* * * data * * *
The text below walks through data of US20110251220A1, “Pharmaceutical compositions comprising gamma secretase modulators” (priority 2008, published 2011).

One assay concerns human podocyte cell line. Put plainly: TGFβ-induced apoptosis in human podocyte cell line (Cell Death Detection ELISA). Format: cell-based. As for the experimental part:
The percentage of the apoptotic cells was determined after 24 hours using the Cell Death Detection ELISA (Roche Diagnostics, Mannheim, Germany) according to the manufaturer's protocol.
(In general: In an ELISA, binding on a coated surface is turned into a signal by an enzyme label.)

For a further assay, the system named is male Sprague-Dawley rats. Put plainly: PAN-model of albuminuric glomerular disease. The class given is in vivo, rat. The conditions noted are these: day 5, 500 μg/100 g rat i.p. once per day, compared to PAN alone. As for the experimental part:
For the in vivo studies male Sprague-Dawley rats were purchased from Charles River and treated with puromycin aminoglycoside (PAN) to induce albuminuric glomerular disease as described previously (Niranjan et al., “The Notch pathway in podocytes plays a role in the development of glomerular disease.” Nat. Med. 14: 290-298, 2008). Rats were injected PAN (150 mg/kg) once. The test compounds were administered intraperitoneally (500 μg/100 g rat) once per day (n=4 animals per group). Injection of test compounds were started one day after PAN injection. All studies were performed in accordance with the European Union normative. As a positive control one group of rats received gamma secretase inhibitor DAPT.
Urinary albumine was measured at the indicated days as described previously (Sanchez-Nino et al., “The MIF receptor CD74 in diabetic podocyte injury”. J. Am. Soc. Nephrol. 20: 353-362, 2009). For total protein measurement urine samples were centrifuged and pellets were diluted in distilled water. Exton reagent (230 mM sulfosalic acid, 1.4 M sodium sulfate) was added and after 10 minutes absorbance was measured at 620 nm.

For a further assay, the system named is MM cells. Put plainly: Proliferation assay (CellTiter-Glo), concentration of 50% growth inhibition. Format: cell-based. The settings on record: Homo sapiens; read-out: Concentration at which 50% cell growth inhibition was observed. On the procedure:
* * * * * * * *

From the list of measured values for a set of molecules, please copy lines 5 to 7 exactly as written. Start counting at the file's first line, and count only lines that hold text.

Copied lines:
For a further assay, the system named is male Sprague-Dawley rats. Put plainly: PAN-model of albuminuric glomerular disease. The class given is in vivo, rat. The conditions noted are these: day 5, 500 μg/100 g rat i.p. once per day, compared to PAN alone. As for the experimental part:
For the in vivo studies male Sprague-Dawley rats were purchased from Charles River and treated with puromycin aminoglycoside (PAN) to induce albuminuric glomerular disease as described previously (Niranjan et al., “The Notch pathway in podocytes plays a role in the development of glomerular disease.” Nat. Med. 14: 290-298, 2008). Rats were injected PAN (150 mg/kg) once. The test compounds were administered intraperitoneally (500 μg/100 g rat) once per day (n=4 animals per group). Injection of test compounds were started one day after PAN injection. All studies were performed in accordance with the European Union normative. As a positive control one group of rats received gamma secretase inhibitor DAPT.
Urinary albumine was measured at the indicated days as described previously (Sanchez-Nino et al., “The MIF receptor CD74 in diabetic podocyte injury”. J. Am. Soc. Nephrol. 20: 353-362, 2009). For total protein measurement urine samples were centrifuged and pellets were diluted in distilled water. Exton reagent (230 mM sulfosalic acid, 1.4 M sodium sulfate) was added and after 10 minutes absorbance was measured at 620 nm.